Routine? What's that? Since my first career is as a handwriting examiner, my writing time depends on the cases on my desk. I seem to be most productive in the evening. Or maybe it's just that I waste a lot of time on the internet during the day and then it's "oh crap" time when I realize I haven't done anything productive. I make a list and there are certain things that must be done before I can call it a night."     

What’s one of your favorite reviews/comments you’ve ever received about your writing (on this book or any other)? Who did it come from and how did it impact you?


My favorite comments are from readers who tell me they had to stay up all night to see what happened. That's the best compliment ever.
My favorite review was the Starred Review by Publisher's Weekly when they called Poison Pen "a dynamite debut." I felt like a real writer. "  

What’s your biggest struggle as a writer (or what was your worst critique)? And how do/did you handle it?


I don't feel like I have a great imagination, so plotting is the hardest part for me. But I have a terrific critique group who do come up with some wonderful ideas when I get stuck. I owe whatever success I've had to them.        

What is the high point of your career, so far?


Making a deal with Penguin made me feel validated. Seeing the carton of books when Poison Pen came out was exhilarating. Even better was receiving a carton of the second book, Written in Blood.

What was the low point of your career? And how did you handle it?


"A real low point was when my wonderful editor left Penguin and the new editor wasn't interesting in continuing my series. Thinking I would be with Penguin for a long time I'd spent a significant amount of money publicizing the first four books. That was an investment that didn't pay off.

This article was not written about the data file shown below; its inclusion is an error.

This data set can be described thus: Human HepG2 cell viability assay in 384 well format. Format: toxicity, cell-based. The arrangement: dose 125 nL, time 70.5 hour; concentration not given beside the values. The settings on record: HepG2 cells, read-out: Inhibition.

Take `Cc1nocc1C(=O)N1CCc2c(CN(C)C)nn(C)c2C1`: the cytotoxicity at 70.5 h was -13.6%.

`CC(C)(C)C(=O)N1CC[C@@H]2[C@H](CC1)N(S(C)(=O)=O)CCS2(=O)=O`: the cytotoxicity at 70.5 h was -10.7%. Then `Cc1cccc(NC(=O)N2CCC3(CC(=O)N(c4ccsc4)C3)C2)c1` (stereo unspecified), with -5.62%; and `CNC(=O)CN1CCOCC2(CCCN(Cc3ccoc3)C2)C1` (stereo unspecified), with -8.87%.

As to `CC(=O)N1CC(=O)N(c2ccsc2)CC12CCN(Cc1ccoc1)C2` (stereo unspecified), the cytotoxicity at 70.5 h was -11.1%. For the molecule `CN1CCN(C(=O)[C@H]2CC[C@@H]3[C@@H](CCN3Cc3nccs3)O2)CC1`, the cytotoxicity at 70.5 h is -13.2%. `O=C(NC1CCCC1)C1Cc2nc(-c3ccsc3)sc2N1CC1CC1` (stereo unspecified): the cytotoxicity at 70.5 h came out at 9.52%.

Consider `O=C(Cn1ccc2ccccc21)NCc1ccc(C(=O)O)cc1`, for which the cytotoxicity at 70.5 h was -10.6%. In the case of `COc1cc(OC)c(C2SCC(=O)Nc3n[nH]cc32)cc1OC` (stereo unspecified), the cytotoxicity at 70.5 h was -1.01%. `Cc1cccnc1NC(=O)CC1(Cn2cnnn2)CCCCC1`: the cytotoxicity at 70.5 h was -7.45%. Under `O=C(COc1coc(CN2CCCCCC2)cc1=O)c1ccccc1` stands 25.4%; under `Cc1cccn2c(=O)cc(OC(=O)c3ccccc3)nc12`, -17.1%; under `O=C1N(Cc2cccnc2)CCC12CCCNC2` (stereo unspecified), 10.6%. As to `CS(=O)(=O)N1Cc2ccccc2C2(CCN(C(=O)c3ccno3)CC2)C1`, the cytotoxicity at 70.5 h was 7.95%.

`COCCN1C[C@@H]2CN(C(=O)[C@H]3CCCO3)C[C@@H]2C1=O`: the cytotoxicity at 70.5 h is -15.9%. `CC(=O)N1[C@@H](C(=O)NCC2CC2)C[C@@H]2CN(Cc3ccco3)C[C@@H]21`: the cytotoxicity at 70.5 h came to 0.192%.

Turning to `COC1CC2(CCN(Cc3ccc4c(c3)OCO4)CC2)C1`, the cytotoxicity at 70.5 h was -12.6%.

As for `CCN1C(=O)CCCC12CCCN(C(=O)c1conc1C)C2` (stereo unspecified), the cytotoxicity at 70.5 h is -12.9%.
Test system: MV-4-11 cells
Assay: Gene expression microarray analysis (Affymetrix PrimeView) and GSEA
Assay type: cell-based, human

I handled it by writing a standalone and self-publishing it, then writing the next series book and publishing it with Suspense Publishing (the same people who produce Suspense Magazine).

Give us the name of a recent book you’ve read that you would highly recommend to readers.


I read in a fairly narrow range of mystery writers. Not sure anything stands out lately, though I did like Michael Connelly's latest, The Burning Room. John Sandford is my favorite and I consistently love his two series.

What’s next on your writing journey?


That's the question of the hour! And I hope to get an answer soon.


What’s your favorite book on the writing craft or your favorite piece of advice to writers?


Cut out as many adverbs ("ly" words) and gerunds ("ing" words) as you can and you'll have a stronger book. Sometimes those words are needed, but when you get carried away with them, they're an indicator of lazy writing. I like SmartEdit software, which lets you run tests to show where all the adverbs are, the repeated words, etc. It's quite amazing and humbling to see how many escape notice while you're writing. THANK YOU!            


Where can we find you online?


LinkedIn: http://www.linkedin.com/in/sheilalowe
Twitter: http://www.twitter.com/sheila_lowe
Facebook:  https://www.facebook.com/graphogoddess
Amazon Author page: https://www.amazon.com/author/sheilalowe
Goodreads Author page: https://www.goodreads.com/SheilaLowe

If you want to find Sheila’s work online, check out

Poison Pen: http://amzn.com/B01AYJM068
Written in Blood: http://amzn.to/1owdEFD
             

(Author’s Note: Some of my books are currently only available in paperback. They will be back in ebook soon, I hope.)


If you're an author and would like your thriller, mystery, romantic suspense, or suspense novel featured, please fill out the interview at: 



AUTHOR INTERVIEW QUESTIONS


Wednesday, January 27, 2016

S.D. Skye's Hell or High Water 365-Day Blogathon Day 205 -- Hot Links Saturday

Hot Links Saturday -- Week's Top 5 Publishing Links  

Between the 9-to-5 kicking my butt this week and an awful cough I've been mentally out of it. Just coming back to myself. I'll start posting regularly later this week or at least early next week. Thanks for your patience.

Thinking of Publishing a Book, Here are Three Things You Need To Know...

Good advice is always useful to read. These are three pieces we can always stand to be reminded of even if we know -- especially #3. 

From Indie Author to 6- (and 7!) Figure Traditionally Pubbed Book Deal

Write because you love it, but if this happens, enjoy! 

Indie Publishers and Self-Publishing: The Future of Authorship

 Always interesting to see how the market across the pond mirrors ours.